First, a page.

• Involve people in choosing target behaviours themselves: Progress towards a self-determined behavioural goal supports a sense of autonomy and helps to sustain interest. In education it’s often assumed that to improve, teachers should work to develop the weakest aspects of their practice. Leahy & Wiliam (2009) argue that for most teachers the greatest benefits may come from becoming even more expert in their existing strengths.
  • Break complex tasks into smaller steps: Even small changes can have an important impact and they are easier to habituate. Success with a small change can boost sense of self-efficacy (belief in our ability to succeed in a similar future situation) which may help support further changes in the long term.
  • Practice in the same context with as little variation as possible: Whilst variety is the spice of life, it’s effortful and appears incompatible with development of automatic behaviours.
  • Reassure that it gets easier with time: It’s helpful to be clear that it’s normal for a new behaviour to take a while to become second nature. Working on a new behaviour gets progressively easier, and maintaining motivation is only necessary until a habit forms.

There’s an interesting comparison between the factors which appear to help people to form healthy habits and some of the components of instructional coaching. For example, Bambrick-Santoyo’s (2016) 6-step-model for coaching interaction includes an emphasis on a teacher and coach working together to identify small improvements to behaviours which will be rehearsed, practised in context, and supported by regular, weekly observations and feedback until they become integral to the teacher’s regular behaviours.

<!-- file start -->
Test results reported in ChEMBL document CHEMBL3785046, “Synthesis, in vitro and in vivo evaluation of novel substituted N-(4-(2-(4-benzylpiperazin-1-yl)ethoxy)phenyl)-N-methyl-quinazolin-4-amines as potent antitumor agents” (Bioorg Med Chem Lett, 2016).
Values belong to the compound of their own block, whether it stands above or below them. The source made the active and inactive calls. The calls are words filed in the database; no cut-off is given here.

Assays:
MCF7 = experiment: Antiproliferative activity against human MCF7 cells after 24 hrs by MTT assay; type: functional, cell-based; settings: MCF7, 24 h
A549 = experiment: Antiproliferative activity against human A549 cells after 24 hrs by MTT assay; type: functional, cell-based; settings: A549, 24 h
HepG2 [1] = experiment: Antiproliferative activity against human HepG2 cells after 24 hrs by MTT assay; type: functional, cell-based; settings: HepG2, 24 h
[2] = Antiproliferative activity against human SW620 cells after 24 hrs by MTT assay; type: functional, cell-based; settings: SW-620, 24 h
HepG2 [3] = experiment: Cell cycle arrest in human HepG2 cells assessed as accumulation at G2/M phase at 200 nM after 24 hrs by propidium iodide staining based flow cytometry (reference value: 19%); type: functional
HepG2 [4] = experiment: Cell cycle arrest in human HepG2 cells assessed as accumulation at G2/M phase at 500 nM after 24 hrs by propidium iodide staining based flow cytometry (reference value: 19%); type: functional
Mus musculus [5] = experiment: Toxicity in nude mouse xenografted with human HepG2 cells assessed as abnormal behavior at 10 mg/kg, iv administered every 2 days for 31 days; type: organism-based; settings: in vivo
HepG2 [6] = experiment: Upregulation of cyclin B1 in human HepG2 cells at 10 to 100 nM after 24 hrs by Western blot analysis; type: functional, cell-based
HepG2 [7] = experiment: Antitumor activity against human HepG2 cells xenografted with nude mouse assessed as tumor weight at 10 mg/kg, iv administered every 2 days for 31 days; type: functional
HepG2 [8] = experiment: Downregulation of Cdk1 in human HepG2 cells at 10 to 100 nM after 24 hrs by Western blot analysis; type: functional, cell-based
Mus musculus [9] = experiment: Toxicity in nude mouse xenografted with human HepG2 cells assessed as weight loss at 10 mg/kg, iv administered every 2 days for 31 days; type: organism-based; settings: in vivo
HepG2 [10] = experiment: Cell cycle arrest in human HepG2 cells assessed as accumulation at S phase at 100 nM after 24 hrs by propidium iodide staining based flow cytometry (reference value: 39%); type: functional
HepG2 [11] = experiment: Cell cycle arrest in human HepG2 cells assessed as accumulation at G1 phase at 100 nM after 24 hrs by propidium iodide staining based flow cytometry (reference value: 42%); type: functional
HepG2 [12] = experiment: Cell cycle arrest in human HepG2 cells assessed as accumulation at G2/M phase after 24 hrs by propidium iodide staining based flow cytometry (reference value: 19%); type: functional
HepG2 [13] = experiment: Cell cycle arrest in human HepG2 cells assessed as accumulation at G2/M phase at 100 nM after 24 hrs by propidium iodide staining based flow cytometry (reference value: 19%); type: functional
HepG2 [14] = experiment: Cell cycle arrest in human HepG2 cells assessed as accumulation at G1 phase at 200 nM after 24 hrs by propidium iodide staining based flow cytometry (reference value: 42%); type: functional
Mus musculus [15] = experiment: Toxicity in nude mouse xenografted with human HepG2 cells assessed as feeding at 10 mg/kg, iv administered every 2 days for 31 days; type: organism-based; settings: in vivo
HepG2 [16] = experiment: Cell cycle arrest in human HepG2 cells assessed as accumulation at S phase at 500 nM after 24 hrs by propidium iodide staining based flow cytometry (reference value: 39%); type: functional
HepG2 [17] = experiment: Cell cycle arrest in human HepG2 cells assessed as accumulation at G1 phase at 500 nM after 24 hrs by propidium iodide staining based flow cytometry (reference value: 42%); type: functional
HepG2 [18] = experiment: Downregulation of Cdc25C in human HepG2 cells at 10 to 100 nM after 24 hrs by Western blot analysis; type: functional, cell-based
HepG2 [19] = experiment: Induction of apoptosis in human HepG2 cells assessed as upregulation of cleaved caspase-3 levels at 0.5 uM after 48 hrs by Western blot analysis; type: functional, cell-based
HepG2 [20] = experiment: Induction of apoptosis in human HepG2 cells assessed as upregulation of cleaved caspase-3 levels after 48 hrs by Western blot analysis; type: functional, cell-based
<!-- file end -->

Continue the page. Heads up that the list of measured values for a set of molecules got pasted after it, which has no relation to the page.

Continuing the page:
Of course, effective habits and routines are only one part of becoming a more expert educator – there are many instances in which we need flexibility rather than predetermined automatic behaviours. But if we want professional development to make a genuine difference in schools and classrooms, we should attend to the evidence on how to support educators to change their habits of practice.

Who knows, it might also help us to keep our New Year’s resolutions!


Bambrick-Santoyo, P. (2016). Get Better Faster: A 90 Day Plan for Coaching New Teachers (1st ed.). San Francisco: John Wiley and Sons.

Campling, J., Andrade, J., Kavanagh, D.J, & May, J (2017) Are New Year's resolutions a waste of time? The Psychologist, 14 December 2017. [Online] Available from: [Retrieved 01 March 2019]

Gardner, B., Lally, P., & Wardle, J. (2012). Making health habitual: the psychology of ‘habit-formation’ and general practice. British Journal of General Practice, 62(605), 664-666. doi: 10.3399/bjgp12x659466

Lally, P., van Jaarsveld, C., Potts, H., & Wardle, J. (2009). How are habits formed: Modelling habit formation in the real world. European Journal of Social Psychology, 40(6), 998-1009. doi: 10.1002/ejsp.674

Leahy & Wiliam (2009) From teachers to schools: scaling up professional development for formative assessment. Annual meeting of the American Educational Research Association, April 2009, San Diego, CA

Michie, S., van Stralen, M., & West, R. (2011). The behaviour change wheel: A new method for characterising and designing behaviour change interventions. Implementation Science, 6(1). doi: 10.1186/1748-5908-6-42

Norcross, J. C., Mrykalo, M. S., & Blagys, M. D. (2002). Auld lang Syne: Success predictors, change processes, and self‐reported outcomes of New Year's resolvers and nonresolvers. Journal of Clinical Psychology, 58(4), 397-405.

Nick Rose, Learning Design Fellow, Ambition Institute
Ben White, Research Lead, Ashford Teaching Alliance